Wikinvest Wire

Fun with the Michael Masters report

Monday, May 26, 2008

Among many other things that Michael Masters might have you believe is that soaring commodity prices are somehow unprecedented in history. The chart below was an integral part of his congressional testimony (.pdf) last week when he asserted that institutional investors "are one of, if not the primary, factors affecting commodities prices today."
Look at those level prices up until the point that institutional investors starting moving money out of stocks and bonds and into commodities. That's some pretty convincing chart-work there.

Get the pitchforks! We'll teach those "index speculators" a thing or two.

But didn't commodity prices rise sharply back in the 1970s?

Apparently not - at least not according to the "S&P GSCI Spot Price Commodity Index", an index that is new to me. The venerable CRB Index seems to tell a little different story about commodity prices over the last 40 years.
In fact, that move from 1972 to 1980 makes the recent move look a little tame by comparison. Note that the chart above is a year or so old - the CRB currently stands at about 430 which is a little over double the level in 2002.

By comparison, the index more than tripled from 1972 to 1980.

Maybe it's just the index - "spot" GSCI versus CRB - that accounts for such a big discrepancy. Using data from Dr. Craig Israelson's paper The Benefits of Low Correlation, this is what a $10,000 investment in the "non-spot" GSCI would look like since 1970.
That looks like a pretty steady progression over the last 40 years with a big surge over the last decade.

But, as I learned long ago and discussed in "Fun with multi-decade charts", for a single curve going back almost 40 years, you really should use a log scale.
Wow - that's a completely different curve than the first one in this post - the one that was presented to Congress last week as "proof positive" of the undue influence of speculators on commodity prices.

You know, I've got a couple speaking gigs under my belt now, maybe I should see if I can present my data before some Senate panel. Maybe we can talk about Alan Greenspan and fiat money while we're at it.

Note: There will likely be more on the Masters report later in the week.


UPDATE: Monday, May 25th, 1 PM PST

Here's the CRB "spot" index going all the way back to the 1960s - it tells much the same story as the CRB Index above. When it rises another 30 percent or so we can all say, "Gee - that's as big as the increase in commodity prices from back in the 1970s (when there were no index speculators)".

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Anonymous said...

The GSCI spot index is composed of the spot prices of the 24 commodities in the GSCI. The GSCI index includes the spot index plus "roll yield" which you get from constantly rolling your futures position in backwardation and the interest that you get from your margin. For 30 years commodity prices have not kept up with inflation because the marginal cost of production (long term equilibrium price) has been coming down over time. It does not make sense when talking about commodity prices to include the interest on your margin or the amount you get from your trading strategy. By the way the CRB is also based on futures prices.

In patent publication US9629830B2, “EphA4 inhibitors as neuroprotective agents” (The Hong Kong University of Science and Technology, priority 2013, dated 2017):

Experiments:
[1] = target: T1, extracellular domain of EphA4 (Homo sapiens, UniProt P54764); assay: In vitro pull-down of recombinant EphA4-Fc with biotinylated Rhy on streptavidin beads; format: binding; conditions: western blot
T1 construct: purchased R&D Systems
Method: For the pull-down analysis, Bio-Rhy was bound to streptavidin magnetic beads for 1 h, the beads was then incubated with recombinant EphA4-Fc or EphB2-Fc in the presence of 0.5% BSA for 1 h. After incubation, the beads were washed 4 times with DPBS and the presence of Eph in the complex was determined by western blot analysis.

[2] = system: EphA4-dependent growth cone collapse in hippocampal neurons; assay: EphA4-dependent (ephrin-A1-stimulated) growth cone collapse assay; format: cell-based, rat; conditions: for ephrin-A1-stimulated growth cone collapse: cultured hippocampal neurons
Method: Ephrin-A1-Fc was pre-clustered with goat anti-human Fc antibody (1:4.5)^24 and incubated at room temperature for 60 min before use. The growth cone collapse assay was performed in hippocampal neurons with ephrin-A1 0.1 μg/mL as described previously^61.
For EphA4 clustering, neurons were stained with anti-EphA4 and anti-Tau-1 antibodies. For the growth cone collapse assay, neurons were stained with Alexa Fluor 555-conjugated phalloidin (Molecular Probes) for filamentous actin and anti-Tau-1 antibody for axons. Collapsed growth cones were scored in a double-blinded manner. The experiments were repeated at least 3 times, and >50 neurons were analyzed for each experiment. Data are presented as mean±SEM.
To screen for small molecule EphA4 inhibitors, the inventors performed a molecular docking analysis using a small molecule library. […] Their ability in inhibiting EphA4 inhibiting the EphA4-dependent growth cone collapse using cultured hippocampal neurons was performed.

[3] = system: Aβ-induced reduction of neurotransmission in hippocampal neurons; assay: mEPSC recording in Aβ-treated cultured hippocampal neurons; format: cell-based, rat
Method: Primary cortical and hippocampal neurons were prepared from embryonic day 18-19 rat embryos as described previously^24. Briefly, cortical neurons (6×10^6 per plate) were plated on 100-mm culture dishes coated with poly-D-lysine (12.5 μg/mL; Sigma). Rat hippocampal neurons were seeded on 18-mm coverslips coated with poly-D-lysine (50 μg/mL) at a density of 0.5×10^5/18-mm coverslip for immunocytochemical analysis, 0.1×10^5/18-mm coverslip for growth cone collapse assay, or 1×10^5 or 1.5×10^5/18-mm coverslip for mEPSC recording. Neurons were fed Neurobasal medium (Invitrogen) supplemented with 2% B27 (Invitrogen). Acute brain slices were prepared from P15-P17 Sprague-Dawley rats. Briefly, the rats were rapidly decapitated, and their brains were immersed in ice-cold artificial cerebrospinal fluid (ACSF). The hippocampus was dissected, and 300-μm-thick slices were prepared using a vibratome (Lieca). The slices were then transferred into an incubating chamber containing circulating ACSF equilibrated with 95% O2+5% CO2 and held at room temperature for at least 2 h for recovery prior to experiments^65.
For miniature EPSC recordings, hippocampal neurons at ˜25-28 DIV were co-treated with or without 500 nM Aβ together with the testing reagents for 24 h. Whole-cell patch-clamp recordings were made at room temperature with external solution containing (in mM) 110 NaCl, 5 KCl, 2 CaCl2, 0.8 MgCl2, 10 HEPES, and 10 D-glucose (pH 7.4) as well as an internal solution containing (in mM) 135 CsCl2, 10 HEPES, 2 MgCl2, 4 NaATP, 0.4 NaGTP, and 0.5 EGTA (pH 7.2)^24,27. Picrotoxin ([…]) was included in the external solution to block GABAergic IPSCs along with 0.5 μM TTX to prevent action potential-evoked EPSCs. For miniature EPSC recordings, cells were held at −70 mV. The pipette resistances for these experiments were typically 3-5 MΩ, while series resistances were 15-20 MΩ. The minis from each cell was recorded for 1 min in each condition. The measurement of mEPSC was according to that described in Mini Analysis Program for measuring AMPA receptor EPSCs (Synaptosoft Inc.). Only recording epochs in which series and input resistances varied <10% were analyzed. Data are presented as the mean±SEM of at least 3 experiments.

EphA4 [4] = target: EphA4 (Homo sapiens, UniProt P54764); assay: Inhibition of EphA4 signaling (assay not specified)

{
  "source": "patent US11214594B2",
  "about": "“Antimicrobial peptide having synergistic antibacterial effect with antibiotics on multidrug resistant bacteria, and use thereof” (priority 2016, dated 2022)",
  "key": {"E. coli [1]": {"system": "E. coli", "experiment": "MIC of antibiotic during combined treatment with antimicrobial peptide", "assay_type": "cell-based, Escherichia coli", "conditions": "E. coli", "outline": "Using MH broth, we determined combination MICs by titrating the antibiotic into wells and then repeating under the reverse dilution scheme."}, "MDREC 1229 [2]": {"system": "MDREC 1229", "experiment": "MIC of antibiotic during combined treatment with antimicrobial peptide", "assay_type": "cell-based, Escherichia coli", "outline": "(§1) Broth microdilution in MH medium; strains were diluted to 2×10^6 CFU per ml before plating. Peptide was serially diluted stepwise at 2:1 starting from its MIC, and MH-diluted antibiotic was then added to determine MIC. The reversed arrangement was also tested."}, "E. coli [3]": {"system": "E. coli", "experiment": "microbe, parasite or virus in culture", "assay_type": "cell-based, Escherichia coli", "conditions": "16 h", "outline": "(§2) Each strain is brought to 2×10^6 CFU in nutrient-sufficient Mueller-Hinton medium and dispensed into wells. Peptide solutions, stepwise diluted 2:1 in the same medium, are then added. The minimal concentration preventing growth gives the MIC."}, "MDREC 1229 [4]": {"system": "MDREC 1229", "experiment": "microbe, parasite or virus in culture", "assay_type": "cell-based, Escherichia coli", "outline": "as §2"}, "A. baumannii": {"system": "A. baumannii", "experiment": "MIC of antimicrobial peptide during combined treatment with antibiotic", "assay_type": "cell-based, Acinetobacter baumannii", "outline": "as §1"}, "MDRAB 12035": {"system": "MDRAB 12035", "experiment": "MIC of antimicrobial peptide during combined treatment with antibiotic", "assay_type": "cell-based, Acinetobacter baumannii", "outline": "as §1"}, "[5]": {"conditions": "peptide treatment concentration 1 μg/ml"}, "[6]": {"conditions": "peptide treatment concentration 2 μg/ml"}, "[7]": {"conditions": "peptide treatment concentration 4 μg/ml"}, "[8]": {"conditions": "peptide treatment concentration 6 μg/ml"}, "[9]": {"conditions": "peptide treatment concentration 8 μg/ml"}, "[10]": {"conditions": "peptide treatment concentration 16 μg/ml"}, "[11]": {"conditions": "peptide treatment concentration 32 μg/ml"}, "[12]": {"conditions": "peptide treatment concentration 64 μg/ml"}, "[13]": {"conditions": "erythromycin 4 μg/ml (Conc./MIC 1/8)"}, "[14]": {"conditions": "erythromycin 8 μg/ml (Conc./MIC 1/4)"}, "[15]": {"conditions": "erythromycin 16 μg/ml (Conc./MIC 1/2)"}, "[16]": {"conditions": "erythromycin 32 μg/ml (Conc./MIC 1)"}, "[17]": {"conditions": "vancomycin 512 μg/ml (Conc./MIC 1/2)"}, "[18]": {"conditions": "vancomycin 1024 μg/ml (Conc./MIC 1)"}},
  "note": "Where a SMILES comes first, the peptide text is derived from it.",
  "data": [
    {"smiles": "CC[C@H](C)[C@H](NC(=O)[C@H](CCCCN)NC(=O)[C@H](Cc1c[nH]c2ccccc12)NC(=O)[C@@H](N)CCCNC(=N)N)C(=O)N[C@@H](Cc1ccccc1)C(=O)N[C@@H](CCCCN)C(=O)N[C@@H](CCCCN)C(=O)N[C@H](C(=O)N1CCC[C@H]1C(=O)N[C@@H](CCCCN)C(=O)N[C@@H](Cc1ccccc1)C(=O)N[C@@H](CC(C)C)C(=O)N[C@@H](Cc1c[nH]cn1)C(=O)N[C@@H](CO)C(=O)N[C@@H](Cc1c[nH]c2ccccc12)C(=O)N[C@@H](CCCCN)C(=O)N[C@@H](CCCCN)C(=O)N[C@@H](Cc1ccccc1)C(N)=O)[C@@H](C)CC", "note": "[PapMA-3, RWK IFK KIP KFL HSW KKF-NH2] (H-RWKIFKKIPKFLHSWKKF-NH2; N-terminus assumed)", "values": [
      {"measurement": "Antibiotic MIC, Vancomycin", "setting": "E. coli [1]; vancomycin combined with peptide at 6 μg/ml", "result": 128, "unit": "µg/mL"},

Tim said...

Thanks for the clarification Adam. Could you point me to a chart of the GSCI spot index that goes back to 1970 or further.

I've seen data that shows the GSCI spot index up closer to 350 in 1980 which makes for quite a different first chart above.

Anonymous said...

When Goldman Sachs created the GSCI in 1991 they created a hypothetical time series back to 1970. That is why the index starts at 100 in 1970.

By the way the footnote that accompanies Mr. Masters statement that commodities have increased more than any time in U.S. history is taken from data in Frank Veneroso's report where he gives a chart dating back to 1749. The report is on the home page, and it's page 5 or 6 in the report.

Anonymous said...

While Adam's point about GSCI vs. Spot GSCI is quite important (interest on non-invested assets during the 1980s played a large role in the long-term performance of GSCI investments), your broader point has great merit. This was presented to Congress as an unprecedented development where cause and effect were clear and it is anything but that. The chart that is the centerpiece of the paper is very misleading for reasons you have stated, as if he started with the conclusion and worked backwards from there.

Tim said...

Thanks Adam/Emil - there's lots of good discussion on this topic over at the WSJ Economics Blog

Anonymous said...

maybe if we had positive real interest rates, we wouldn't be having this discussion....and by positive real interest rates, I don't mean using the government's rendition of inflation....

Anonymous said...

Are you actually trying to contradict Michael Master's findings? Have you read the report? I have smoke soming out of my ears just trying to to think of a way you could contradict that report.

Anonymous said...


This should ALSO make its way in front of Congress. IF, and thats a BIG IF, they're doing their job (and NOT the job of some special interest)they'd have to see how biased and in fact dishonest, the original testimony/report was.
Thanks for leveling the field.

Anonymous said...

The rise in the 1970s was due to the Oil Embargo of 1973-74 and the subsequent inflationary period of the late 1970s as confirmed by official inflation measures.

Other than the confirmed financialization of commodities, we have no other exogenous factors or inflation affecting the price of commodities. The one exception now (in 2010) is the fall in crop yields causing some supply pressures. It's obvious speculation is the major contributor to the dramatic rise in commodities this decade.


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